IS Is Better To See A Endocrinologist Or OBGYN For Treatment Of PCOS? | myPCOSteam

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IS Is Better To See A Endocrinologist Or OBGYN For Treatment Of PCOS?
A myPCOSteam Member asked a question 💭

I was diagnosed almost 3 years ago by my former PCP (internal medicine NP) and a OBGYN that she conferences with, at that point I weighed about 200 lbs and they weren't to concerned being I've never been a small woman, and with my history of migraines she figured the best option was to use depo shot. Fast forward a year later, up 57 lbs, and moved to a town far from my NP therefore I went to a new OBGYN with my records only to be told if I just lost weight I wouldn't have PCOS. Tried another one… read more

posted October 26, 2016
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A myPCOSteam Member

Well, for one thing, thin people get PCOS as well as overweight people. So whoever told you that if you lost weight you wouldn't have PCOS is simply mistaken. Two, whether it's an endocrinologist or an ob/gyn, either one should have real knowledge of PCOS. I take the depo shot myself and it doesn't cause any extra symptoms. PCOS is an endocrine illness. I would shop around. If you can find both an endocrinologist AND an on/gyn who knows about PCOS, that would be better because they can work together.

posted November 6, 2016
A myPCOSteam Member

I have been on so many diets I even went that far on the Atkins diet where you just eat meat I took it too far as I was desperate I lost 4 stone in the space of weeks but they didn’t mention it was dangerous and now I have a stomach that can’t take most foods what I’m trying to say is it’s so hard for people like us to loose the weight it is easier to say it than do I was put on madroxyprogesterone every 3 months to make me bleed as mine were non existent I’ve put on more taking it talk about VISIOUS CYCLE it sounds awful but talking last yr sat in my bathroom I nrly ended my life cause of this

posted October 11, 2018
A myPCOSteam Member

I hear you. My PCOS was diagnosed by an OB/GYN after I started having irregular menses (periods) in my late teens. The BC barrage started then including just progesterone in my 30's. I have been on Metformin for years and recently I was put on the 1000mg ER. Weight loss has been extremely hard. I ballooned up to 375lbs in my early 20's and finally just dropped down to about 225lbs. I have done the small meals and snacks with protein for years.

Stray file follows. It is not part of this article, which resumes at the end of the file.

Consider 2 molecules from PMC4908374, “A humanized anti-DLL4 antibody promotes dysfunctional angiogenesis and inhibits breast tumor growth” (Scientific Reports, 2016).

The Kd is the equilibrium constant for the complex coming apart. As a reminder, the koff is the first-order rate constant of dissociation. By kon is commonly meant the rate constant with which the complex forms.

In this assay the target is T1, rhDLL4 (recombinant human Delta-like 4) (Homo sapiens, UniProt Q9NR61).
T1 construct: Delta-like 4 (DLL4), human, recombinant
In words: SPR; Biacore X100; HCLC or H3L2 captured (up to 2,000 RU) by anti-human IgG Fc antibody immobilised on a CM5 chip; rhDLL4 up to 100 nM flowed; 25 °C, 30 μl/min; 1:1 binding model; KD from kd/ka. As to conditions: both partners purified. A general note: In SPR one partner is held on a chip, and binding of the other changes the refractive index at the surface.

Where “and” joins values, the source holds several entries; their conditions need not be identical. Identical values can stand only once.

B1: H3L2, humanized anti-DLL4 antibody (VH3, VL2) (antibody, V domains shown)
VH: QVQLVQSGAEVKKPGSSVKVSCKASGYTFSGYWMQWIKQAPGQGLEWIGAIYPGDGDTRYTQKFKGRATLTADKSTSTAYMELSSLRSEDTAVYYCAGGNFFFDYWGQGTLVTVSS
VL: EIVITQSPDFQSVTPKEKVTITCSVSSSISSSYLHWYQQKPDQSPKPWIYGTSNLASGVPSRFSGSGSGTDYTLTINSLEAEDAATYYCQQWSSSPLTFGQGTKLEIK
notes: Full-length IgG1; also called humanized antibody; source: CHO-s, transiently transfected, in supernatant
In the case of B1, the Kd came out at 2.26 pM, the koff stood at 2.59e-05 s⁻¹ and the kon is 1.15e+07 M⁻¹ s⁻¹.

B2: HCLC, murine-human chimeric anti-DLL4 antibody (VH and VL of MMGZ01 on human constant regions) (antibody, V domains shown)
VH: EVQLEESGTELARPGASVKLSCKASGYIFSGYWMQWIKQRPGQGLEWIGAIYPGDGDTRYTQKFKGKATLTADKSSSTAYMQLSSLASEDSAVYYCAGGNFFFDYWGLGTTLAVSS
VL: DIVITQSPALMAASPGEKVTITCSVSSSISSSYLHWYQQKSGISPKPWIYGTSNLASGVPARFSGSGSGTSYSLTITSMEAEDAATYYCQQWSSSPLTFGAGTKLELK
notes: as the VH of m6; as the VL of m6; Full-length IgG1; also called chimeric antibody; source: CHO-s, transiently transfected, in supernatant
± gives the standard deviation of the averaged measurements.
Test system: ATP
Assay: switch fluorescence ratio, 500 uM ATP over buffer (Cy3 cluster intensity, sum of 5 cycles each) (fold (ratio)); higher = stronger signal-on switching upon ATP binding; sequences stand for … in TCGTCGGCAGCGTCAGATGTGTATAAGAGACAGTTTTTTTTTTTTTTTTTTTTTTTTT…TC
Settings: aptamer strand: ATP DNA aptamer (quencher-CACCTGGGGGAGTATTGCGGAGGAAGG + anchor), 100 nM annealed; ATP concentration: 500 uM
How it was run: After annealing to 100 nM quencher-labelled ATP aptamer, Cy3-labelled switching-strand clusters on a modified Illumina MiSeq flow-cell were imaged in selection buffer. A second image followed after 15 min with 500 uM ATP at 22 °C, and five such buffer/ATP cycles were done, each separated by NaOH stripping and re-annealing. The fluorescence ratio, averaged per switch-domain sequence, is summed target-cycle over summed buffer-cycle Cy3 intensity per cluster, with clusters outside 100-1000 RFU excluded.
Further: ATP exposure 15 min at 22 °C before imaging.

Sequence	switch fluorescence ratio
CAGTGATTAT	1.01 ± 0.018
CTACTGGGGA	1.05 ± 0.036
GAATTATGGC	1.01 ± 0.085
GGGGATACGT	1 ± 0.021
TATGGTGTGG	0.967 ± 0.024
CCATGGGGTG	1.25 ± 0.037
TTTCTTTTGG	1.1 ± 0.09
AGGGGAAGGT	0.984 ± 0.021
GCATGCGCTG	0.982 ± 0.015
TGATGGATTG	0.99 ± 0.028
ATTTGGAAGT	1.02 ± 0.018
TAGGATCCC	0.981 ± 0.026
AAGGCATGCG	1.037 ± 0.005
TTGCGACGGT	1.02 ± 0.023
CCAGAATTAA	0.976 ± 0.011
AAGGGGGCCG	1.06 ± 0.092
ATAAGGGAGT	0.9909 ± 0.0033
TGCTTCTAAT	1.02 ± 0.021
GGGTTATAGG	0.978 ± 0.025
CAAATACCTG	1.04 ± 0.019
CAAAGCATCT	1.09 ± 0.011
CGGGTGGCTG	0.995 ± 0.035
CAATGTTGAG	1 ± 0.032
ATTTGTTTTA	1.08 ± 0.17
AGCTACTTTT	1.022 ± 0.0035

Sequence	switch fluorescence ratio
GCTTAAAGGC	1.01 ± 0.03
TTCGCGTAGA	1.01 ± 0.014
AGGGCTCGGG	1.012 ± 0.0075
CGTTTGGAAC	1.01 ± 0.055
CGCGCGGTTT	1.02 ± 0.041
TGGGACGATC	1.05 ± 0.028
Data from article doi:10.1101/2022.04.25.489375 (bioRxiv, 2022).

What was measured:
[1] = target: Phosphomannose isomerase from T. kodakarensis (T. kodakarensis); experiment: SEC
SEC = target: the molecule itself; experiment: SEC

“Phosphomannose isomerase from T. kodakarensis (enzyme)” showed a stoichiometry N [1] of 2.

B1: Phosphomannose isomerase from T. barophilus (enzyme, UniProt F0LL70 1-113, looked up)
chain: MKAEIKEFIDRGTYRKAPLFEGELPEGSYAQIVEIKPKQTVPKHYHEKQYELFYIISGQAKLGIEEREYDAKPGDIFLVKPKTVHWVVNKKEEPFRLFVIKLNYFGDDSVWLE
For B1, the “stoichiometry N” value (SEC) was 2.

Childbirth wasn't an option. I have been told by a couple of OB doctors and a fertility specialist I'd need Invetro to get pregnant. This scares me so, between my weight and my family's history with multiple births.
My older sister was told because of the high occurrence of identical twins, (a multiple birth), in our family she had an 80 percent chance of having a multiple birth her first pregnancy, then the percentage went up to 90 for the second, and then to 99 percent in each additional pregnancy. Fertility drugs up your risk for a multiple birth, and I just couldn't put myself through that. I am 44 now.

Did you lady's know there are at least 4 different types of PCOS?

posted October 6, 2018
A myPCOSteam Member

I feel like a lot of our problems are doctors not knowing what pcos is, my pcp before I found nandish told me that my pcos would go away if I lost wieght, she also told me that there were no other medications other than spironolact and metformin to treat pcos.. you're not supposed to take spironolact of you're not on birth control, and my body could not tolerate metformin. Either versions the regular or the extended release.
I haven't been refereed to and endo but i was referred to an obgyn and all they did was push for me to get on BC. I hope you have more luck than I did.. I just recently found nandish and for once it wasn't a every problem you have is youre a cow doctor visit..

posted October 16, 2017
A myPCOSteam Member

I'm sorry you've had such bad luck with doctors! Losing weight will not cure PCOS & having untreated/under-treated PCOS makes it a lot harder to lose weight but don't lose hope!

For myself, slow release Metformin 500mg twice a day instead of 1000mg once a day helps but I do get sick to my stomach if I don't eat enough with it. I also saw a diabetic nutritionist who helped me figure out how to eat differently. The most important aspect of my diet is to make sure I have lean protein, complex carbs (15-20g in snacks, 40-50g in meals) and fiber in every meal/snack. I am supposed to eat a meal every 4 hours with a snack in between. I found It's important to allow at least some fat in my diet as well, since a small amount of fat goes a long way to make a meal feel satisfying and filling.

After the first week or so, I didn't have to read the labels on my commonly eaten foods as much, I just remember how many carbs they have and it got easier to put together meals and snacks without too much thought.

When counting carbs, you can look at total carbs or you can subtract the amount of dietary fiber from the total carbs which allows you to eat a little more since dietary fiber is not converted to glucose in your blood. I usually pretend the fiber does count toward my carb limit because it helps me eat less and lose weight more effectively but sometimes, I just really want that little bit extra.. and it's okay! Because I still haven't gone over my limit. Drinking enough water helps with weight loss too.

Sorry for the novel , I hope this helps.

posted August 22, 2017

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